Taken from:

Clinical Practice Guideline, Report of the Recommendations, Autism / Pervasive Developmental Disorders, Assesment and Intervention for Young Children,  (Age 0-3 Years)







Intensive Behavioral and Educational Intervention Programs

The three basic elements of intensive behavioral and educational intervention programs include:

  1. systematic use of behavioral teaching techniques and intervention procedures
  2. intensive direct instruction by the therapist, usually on a one-to-one basis
  3. extensive parent training and support so that parents can provide additional hours of intervention
Evidence Ratings: [A] = Strong [B] = Moderate [C] = Limited [D1] = Opinion/No evidence meeting criteria [D2] = Literature not reviewed


Using principles of applied behavioral analysis for interventions

  1. It is recommended that principles of applied behavior analysis (ABA) and behavior intervention strategies be included as an important element of any intervention program for young children with autism. [A]

Frequency, intensity, and duration of intervention

  1. It is recommended that intensive behavioral programs include as a minimum approximately 20 hours per week of individualized behavioral intervention using applied behavioral analysis techniques (not including time spent by parents). [A]

  2. It is recommended that the precise number of hours of behavioral intervention vary depending on a variety of child and family characteristics. Considerations in determining the frequency and intensity of intervention include age, severity of autistic symptoms, rate of progress, other health considerations, tolerance of the child for the intervention, and family participation. [A]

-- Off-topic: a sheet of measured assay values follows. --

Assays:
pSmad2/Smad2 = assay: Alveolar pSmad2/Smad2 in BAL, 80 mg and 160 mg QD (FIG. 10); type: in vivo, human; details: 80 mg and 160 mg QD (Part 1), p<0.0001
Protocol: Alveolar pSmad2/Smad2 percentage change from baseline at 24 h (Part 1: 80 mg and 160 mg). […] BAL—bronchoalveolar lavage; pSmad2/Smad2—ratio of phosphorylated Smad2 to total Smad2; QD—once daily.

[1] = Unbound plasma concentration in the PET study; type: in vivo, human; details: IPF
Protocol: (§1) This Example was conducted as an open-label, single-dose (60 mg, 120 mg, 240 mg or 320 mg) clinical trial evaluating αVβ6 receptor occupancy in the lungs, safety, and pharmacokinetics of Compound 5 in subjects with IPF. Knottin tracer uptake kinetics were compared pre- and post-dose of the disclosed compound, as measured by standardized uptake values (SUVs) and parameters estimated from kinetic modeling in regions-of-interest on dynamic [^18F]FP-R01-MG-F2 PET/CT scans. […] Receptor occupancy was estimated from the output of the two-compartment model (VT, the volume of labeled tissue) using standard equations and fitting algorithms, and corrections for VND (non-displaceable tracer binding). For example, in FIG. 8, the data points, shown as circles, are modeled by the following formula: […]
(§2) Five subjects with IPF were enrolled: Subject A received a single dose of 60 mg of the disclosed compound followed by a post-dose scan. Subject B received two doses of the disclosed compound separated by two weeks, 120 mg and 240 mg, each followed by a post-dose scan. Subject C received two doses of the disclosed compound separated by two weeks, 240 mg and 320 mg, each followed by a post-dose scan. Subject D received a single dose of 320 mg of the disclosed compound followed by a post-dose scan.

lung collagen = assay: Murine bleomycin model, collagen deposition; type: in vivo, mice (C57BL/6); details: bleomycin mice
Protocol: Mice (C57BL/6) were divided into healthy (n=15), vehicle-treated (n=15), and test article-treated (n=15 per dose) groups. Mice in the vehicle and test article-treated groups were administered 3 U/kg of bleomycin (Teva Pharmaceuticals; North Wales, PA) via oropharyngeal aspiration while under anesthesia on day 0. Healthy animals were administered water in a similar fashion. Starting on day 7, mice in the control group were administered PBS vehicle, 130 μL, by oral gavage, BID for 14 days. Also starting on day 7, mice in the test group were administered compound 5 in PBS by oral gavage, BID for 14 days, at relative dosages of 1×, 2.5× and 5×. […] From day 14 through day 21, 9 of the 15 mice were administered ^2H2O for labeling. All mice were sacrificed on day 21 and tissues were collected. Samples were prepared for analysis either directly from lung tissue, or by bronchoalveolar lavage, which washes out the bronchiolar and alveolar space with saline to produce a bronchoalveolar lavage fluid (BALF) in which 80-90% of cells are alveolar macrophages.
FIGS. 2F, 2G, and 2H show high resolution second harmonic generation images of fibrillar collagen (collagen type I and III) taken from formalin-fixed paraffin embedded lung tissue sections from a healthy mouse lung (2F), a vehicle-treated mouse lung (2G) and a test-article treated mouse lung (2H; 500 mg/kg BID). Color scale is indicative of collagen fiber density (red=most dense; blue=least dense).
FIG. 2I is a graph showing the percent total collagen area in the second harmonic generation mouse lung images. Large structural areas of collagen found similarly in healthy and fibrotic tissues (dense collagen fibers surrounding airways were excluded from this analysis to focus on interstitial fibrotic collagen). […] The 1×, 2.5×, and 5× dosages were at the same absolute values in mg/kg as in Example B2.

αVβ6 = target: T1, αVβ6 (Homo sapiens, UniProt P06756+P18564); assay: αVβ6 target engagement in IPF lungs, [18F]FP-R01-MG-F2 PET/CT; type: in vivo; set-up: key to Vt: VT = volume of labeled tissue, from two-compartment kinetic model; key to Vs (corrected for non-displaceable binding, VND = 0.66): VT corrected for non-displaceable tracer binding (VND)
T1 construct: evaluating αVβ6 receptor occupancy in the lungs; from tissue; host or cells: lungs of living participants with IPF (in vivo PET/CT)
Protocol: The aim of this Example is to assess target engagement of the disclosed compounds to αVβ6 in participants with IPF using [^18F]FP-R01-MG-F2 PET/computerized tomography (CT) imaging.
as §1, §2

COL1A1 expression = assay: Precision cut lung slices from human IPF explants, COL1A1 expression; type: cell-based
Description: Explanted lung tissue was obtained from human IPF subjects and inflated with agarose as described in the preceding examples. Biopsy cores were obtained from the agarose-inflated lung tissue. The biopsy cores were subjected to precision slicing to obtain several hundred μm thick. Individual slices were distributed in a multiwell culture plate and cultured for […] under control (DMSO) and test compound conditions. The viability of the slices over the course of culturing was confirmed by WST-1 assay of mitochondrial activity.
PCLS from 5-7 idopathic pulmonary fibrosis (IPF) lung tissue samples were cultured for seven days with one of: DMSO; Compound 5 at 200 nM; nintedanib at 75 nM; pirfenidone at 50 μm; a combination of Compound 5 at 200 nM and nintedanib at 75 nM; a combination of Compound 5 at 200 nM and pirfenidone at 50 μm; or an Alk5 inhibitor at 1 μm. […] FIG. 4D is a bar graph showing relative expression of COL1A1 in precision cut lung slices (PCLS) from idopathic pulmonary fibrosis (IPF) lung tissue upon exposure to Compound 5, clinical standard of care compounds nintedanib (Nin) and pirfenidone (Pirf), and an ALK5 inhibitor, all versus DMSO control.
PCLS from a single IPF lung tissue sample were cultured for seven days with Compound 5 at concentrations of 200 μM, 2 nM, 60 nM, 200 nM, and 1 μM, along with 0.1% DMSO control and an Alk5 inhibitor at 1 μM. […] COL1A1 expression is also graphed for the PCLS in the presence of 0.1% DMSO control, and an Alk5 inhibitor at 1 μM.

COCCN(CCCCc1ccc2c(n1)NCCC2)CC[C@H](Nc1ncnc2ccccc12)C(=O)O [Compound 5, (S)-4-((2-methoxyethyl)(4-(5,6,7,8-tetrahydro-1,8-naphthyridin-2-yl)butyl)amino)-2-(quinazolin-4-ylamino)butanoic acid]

1. In deciding upon the frequency and intensity of a behavioral intervention, it is important to recognize that:
    • In the studies reviewed, effective interventions based on ABA techniques used between 18 and 40 hours per week of intensive behavioral intervention by a therapist trained in this method.
    • Based on the available scientific evidence, it is not possible to accurately predict the optimal number of hours that will be effective for any given child. [A]


  2. It is recommended that the number of hours of intensive behavioral intervention be periodically reviewed and revised. Monitoring the child's progress may lead to a conclusion that hours need to be increased or decreased. [A]

  3. It is important to consider revising the intervention plan when the child shows either significant improvement or a lack of improvement. [A]  

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